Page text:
E3 (formally the Electronic Entertainment Expo) is a video game trade show held by the Electronic Software Association each year in Los Angeles, California, United States of America. The industry’s most expensive developers and publishers gather to show off their work in a three day convention filled with trailers, t-shirts, and electronic dance music.
E3 is simultaneously the most futuristic and backwards event in gaming. The developers at E3 have the largest budgets in the industry, and build around the latest technology available to consumers. Yet those costs involved make these companies risk-averse: They need to sell millions of copies, and that means they often favor increasingly-discredited “traditional” gamer demographics, mostly young white men. It also means favoring traditional game genres, especially the first person shooter.
This conservatism is everywhere in E3. It is not open to the general public, unlike many similar gatherings. If you want in, you apply, and a committee somewhere reviews your credentials, which should be grounded in either game development or games journalism. Until recently, E3 had something called “booth babes”, where companies dress young women in costumes designed to sell visitors on games. This practice has increasingly been banned from conventions, briefly including E3, but it still haunts the space. A 2013 Kotaku article discussed how this created a toxic atmosphere for women attending the conference, for example.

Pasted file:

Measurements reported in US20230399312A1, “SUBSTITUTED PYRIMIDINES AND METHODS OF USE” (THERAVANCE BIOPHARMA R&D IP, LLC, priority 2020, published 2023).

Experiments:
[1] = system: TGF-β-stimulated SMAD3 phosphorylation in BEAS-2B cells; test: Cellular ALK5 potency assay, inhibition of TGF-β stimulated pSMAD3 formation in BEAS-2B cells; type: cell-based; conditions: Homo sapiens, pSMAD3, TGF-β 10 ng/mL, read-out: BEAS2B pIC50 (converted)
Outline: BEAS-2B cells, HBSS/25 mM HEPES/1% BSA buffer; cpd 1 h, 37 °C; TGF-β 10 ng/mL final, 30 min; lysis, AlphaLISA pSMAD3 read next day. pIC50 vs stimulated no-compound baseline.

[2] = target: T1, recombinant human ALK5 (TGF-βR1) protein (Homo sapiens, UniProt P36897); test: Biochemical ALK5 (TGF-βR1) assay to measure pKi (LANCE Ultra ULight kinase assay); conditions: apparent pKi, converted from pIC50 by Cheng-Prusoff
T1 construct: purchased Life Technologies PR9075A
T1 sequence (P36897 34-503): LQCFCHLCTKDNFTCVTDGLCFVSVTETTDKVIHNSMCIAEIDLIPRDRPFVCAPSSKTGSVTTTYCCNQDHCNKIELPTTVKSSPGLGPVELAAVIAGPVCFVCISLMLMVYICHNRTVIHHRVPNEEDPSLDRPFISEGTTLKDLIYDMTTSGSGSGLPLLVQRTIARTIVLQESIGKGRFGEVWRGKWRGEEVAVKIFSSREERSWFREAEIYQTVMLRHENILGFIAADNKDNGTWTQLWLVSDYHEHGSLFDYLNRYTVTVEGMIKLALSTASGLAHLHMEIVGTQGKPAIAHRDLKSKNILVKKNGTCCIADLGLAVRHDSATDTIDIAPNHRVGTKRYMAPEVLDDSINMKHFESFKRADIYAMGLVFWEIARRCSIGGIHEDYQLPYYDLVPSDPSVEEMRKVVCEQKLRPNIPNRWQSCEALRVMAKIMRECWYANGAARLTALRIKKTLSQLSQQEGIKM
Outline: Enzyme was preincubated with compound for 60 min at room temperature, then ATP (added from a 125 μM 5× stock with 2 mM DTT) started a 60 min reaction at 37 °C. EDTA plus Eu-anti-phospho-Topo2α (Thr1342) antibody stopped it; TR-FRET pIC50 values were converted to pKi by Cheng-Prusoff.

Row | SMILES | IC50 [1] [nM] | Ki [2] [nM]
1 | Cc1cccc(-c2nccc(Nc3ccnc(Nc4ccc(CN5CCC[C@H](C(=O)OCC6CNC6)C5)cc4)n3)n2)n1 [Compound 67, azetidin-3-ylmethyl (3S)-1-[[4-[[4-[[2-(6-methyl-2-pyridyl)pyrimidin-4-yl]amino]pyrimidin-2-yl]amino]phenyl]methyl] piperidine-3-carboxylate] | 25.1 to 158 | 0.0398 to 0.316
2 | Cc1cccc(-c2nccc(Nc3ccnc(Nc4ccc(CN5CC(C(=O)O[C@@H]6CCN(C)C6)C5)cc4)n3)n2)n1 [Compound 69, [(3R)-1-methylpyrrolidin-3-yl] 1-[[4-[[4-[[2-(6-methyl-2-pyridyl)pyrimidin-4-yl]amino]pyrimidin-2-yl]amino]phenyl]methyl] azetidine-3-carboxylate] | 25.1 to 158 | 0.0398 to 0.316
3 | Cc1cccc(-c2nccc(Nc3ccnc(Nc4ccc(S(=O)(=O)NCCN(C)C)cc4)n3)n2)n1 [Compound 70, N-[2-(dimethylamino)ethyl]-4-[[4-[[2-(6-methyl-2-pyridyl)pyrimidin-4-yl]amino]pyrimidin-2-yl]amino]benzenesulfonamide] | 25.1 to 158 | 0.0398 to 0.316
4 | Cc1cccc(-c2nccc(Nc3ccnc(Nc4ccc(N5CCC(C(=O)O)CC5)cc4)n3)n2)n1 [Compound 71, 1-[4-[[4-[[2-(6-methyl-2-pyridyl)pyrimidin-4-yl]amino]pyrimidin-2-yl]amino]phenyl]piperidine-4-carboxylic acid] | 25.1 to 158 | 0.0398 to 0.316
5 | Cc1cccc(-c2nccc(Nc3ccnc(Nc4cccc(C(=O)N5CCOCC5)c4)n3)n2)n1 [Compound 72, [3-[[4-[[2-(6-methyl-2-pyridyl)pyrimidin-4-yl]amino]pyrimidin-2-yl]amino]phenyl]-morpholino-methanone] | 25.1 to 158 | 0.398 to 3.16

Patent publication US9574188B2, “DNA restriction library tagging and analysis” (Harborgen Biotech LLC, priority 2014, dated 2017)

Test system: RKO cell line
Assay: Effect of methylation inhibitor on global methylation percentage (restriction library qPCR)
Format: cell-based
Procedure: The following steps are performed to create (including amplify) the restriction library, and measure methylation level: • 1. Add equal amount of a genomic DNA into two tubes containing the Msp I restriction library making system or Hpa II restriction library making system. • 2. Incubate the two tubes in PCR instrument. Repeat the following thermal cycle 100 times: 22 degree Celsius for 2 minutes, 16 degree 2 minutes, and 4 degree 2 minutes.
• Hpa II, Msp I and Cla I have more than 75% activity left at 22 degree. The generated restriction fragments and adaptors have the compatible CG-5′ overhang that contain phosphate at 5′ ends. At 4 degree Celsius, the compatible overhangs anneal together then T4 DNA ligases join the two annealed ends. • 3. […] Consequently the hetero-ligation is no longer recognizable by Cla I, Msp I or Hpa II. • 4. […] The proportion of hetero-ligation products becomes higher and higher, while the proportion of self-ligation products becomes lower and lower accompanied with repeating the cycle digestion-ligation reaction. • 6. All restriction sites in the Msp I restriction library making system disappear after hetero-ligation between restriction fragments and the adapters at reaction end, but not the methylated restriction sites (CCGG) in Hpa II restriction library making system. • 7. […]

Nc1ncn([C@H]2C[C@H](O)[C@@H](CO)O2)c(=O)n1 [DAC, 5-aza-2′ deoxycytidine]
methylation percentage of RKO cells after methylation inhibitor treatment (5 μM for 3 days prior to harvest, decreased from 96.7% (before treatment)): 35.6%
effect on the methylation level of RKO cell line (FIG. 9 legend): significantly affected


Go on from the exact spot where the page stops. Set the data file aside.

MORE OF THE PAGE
Despite this, E3 is legitimately a major event. It’s a look into the minds of the moneyed elements of the games industry, and a good place to watch for trends. Today’s internet has reduced the necessity of large showcases like this, but this is fundamentally a place where the juggernauts of the industry step out from behind the curtain to tell you what they think you care about. As annoying as it can be, that’s always worth paying attention to.